Inspired by her documentary and forthcoming book, The Banker Ladies, we recently had the privilege of connecting with Dr. Caroline Shenaz Hossein about her research on coop banking, the role of rotating savings and credit associations (ROSCAs), and social enterprises in Canada.
Caroline Shenaz Hossein is an Associate Professor of Global Development and Political Science at the University of Toronto at Scarborough in Ontario, Canada. She founded the Diverse Solidarity Economies (DiSE) Collective, made up of more than 20 Black and racialized feminist leaders, and is the author of Politicized Microfinance: Money, power and violence in the Black Americas (University of Toronto Press, 2016). Caroline currently sits on the Board of the International Feminist Economics Association, is the Board Chair of the Miami Institute for Social Sciences, and is a Board trustee of the Association of Social Economics, all global academic institutions reaching thousands of members. She is currently conducting research on the African diaspora in Canada and the Caribbean, and she is particularly interested in advancing the economic role of racialized women in the Caribbean and Canada in real ways to acknowledge and hire the Banker Ladies in economic development. You can see more about her research and projects on her website or follow her on Twitter: @carolinehossein.
- What has your career journey been like and what inspired you to create the Banker Ladies documentary and research alternative models of banking?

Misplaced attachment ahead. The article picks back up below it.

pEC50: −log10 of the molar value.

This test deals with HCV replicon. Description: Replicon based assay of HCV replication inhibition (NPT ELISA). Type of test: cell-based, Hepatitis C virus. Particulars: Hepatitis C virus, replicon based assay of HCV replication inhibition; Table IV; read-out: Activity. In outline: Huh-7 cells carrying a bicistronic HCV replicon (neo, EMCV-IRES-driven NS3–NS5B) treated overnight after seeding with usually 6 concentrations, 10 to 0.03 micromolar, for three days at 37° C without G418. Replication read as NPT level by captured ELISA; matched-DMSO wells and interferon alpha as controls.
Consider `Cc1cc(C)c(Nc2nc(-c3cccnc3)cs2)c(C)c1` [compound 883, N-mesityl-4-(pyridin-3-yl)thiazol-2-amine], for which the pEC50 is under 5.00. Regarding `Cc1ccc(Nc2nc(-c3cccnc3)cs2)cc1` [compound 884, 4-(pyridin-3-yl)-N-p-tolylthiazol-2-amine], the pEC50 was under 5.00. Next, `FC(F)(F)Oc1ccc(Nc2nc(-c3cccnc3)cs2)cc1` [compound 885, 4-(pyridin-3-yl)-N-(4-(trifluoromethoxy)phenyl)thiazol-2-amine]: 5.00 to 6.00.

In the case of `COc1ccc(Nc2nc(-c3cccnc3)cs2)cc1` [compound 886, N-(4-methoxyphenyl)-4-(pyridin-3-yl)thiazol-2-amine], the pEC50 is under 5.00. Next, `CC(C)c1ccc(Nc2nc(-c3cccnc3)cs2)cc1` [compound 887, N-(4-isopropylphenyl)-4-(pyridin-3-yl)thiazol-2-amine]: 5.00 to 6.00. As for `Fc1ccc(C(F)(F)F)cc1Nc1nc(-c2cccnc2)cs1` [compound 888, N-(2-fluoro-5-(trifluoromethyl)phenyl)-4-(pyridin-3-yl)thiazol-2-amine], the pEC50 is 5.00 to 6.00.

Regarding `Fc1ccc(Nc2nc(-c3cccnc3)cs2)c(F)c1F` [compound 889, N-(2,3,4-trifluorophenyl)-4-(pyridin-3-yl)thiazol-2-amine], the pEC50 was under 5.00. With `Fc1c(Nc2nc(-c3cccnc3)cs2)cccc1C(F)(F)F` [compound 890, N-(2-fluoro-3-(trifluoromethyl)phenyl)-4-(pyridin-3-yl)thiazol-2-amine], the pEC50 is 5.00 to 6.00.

While at Cornell University (1995-1997), I started researching Sudanese exiles in Cairo, Egypt and livelihood strategies such as Sandooq and other microbanking programs. I then worked in Benin, Niger, Guinea, and a number of other places focused on economic development programming through global non-profits and development aid agencies for about 10 years. Now as an academic, I am interested in coops and the commoning of goods. Though I studied professionalized financial development, such as microfinance, for years as my PhD topic across a number of Caribbean countries, my interest was always in community-driven cooperative institutions, officially known as rotating savings and credit associations (ROSCAs). ROSCAs are locally called by the vernacular: Susu, Chit, Hagbad, Osusu, Chama, Arisan, Hua and such banking coops. Being told that there was only one commercial model of banking to follow seemed untrue. Growing up in a Caribbean immigrant family we had to struggle for everything, and I knew that right in Toronto African peoples and other racialized immigrants were always organizing their own mutual aid financing and coops, and often did this work out of sight. This is what we can see as part of the commons, in which people shared goods to help themselves and others. In my experience, doing research on ROSCAs is accepted in the academe, as long as one is studying these coops in the Global South, outside of the Western world. Running a ROSCA is tough work because the members who organize these coops are operating informally, and they are commoning resources so building trust takes time. Because I focus on Black marginalized women, this takes even more time to get the story right due to the secrecy at times with informal coop systems. I am working on my fifth book, The Banker Ladies, and the Canadian case is the hard one to do because the ROSCA members – known as the Banker Ladies – hide what they do. The documentary is directed by a Haitian-Canadian filmmaker Esery Mondesir and the goal is to bring awareness and to educate the public about ROSCAs, informal coops, and mutual aid carried out by marginalized Canadian women. The Banker Ladies is hosted on films for action (open access) and it was supported by federal SSHRC funding and the early researcher award by the Province of Ontario. This body of work on ROSCAs in the Americas is based on 11 years of research and I have a book, The Banker Ladies, underway with the University of Toronto Press.